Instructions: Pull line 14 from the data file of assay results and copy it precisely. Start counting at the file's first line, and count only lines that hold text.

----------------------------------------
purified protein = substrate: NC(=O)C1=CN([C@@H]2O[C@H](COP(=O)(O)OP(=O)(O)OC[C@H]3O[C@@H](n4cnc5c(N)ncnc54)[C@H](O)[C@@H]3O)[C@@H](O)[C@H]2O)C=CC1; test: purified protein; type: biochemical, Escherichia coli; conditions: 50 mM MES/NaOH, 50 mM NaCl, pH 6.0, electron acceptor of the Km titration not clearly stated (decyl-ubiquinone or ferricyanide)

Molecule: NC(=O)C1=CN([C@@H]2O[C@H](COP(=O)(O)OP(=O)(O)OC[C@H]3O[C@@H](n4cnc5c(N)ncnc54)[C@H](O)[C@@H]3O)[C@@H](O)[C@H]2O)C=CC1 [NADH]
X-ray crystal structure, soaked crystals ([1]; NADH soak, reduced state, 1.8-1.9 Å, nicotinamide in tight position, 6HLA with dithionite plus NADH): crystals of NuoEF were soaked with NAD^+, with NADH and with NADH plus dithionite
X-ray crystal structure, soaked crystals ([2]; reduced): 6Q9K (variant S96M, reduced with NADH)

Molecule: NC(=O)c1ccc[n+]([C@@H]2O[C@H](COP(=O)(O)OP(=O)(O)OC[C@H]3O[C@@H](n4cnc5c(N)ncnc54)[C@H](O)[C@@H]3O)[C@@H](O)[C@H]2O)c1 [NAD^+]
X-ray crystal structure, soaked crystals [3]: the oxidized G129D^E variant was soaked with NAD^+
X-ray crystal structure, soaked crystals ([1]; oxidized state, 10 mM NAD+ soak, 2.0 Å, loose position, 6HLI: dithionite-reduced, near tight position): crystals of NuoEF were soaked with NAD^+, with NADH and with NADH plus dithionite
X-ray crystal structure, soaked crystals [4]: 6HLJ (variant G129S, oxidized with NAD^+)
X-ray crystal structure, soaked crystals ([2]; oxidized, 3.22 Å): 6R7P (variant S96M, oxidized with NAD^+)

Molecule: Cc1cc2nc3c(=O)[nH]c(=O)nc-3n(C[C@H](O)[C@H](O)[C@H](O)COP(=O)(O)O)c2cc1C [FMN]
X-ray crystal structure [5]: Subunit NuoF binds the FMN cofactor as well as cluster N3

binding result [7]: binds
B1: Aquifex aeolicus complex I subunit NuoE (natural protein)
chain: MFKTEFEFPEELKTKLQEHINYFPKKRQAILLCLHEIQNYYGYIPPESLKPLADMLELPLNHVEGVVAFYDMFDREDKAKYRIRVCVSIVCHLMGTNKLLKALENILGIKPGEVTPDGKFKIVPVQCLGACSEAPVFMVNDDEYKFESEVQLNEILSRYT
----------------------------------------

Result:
chain: MFKTEFEFPEELKTKLQEHINYFPKKRQAILLCLHEIQNYYGYIPPESLKPLADMLELPLNHVEGVVAFYDMFDREDKAKYRIRVCVSIVCHLMGTNKLLKALENILGIKPGEVTPDGKFKIVPVQCLGACSEAPVFMVNDDEYKFESEVQLNEILSRYT